Certainly it is no coincidence that two high tech companies are cited here, as the Silicon Valley culture tends to be more entrepreneurial and experimental when it comes to space design. But corporate executives in any industry like to learn from and emulate success. In the 1980s, staid and traditional aesthetic values guided office designs for corporations that wanted to declare their solidity and deep roots; in the 1990s, transitional values conveyed images of established yet progressive organizations. Today, young, agile, and fast-paced are the mantras for success, so the energized work cultures popularized by the high tech industry are also being adopted with increasing frequency by other segments—even conservative ones like the legal and financial services industries.

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Microsoft Studio in Redmond, Wash., designed by Studio O+A, is an example of highly flexible space that can quickly adapt to the needs of a fast-paced team. Photography by Jasper Sanidad.

Extreme mobility in the workplace has given rise to “hackable space” a phrase coined by Gensler to refer to interior environments that are “easily transformed, including technology, so that spaces can morph for instant changes in use. This isn’t just for occasional flexibility; it’s for constant change. Hackable space can be reshaped on the fly to meet a team’s fast-changing needs,” according to the firm’s 2013 Design Forecast.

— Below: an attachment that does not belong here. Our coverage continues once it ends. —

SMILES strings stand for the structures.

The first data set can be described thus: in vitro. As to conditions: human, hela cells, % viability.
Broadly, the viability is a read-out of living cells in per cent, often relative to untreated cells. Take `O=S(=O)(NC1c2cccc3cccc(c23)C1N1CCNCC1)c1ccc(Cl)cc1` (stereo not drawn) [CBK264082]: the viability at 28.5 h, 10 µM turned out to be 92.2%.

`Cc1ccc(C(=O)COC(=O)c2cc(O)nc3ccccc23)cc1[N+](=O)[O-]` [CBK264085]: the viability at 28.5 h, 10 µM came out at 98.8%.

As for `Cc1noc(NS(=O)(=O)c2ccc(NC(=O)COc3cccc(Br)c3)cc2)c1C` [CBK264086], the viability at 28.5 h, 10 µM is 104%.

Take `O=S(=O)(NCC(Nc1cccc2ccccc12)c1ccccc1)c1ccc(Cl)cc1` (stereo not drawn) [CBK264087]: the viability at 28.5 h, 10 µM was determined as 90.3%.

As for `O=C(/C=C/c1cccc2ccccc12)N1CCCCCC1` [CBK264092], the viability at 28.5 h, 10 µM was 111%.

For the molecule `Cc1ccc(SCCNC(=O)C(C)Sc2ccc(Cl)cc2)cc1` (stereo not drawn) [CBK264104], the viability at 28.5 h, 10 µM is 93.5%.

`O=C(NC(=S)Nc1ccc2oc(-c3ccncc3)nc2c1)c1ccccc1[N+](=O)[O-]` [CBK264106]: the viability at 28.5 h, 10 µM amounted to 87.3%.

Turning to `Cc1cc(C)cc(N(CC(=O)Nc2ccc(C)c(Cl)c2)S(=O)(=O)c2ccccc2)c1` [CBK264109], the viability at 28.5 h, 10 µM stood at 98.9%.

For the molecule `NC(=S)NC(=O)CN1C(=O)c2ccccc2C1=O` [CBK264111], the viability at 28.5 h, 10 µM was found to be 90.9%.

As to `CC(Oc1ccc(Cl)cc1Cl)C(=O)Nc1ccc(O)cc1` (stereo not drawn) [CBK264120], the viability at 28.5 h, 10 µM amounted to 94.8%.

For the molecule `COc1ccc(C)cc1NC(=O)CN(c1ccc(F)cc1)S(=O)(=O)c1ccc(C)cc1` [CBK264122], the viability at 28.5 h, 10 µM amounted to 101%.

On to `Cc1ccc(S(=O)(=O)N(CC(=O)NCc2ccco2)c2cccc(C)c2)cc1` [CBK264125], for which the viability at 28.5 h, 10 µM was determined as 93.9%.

In addition to creating and supporting a culture of collaboration, other benefits of the mobile workplace include physical and mental well-being. Human health demands physical activity, and with health insurance costs soaring, corporations are looking for opportunities to promote wellness and healthy lifestyles among their employees. Design that encourages workers to move around throughout the day is one such method. One of the key advantages of biophilic design, as described in The Economics of Biophilia, a whitepaper by New York-based environmental consulting firm Terrapin Bright Green, includes increased employee productivity. Studies have shown that a workplace designed with nature in mind can save the average company more than $900 per employee per year in labor-related losses. And though biophilic design typically conjures images of views to nature, the innate human need for changes of scenery and meaningful stimuli—things that nature readily provides—are part of the same equation. A mobile workplace can provide these.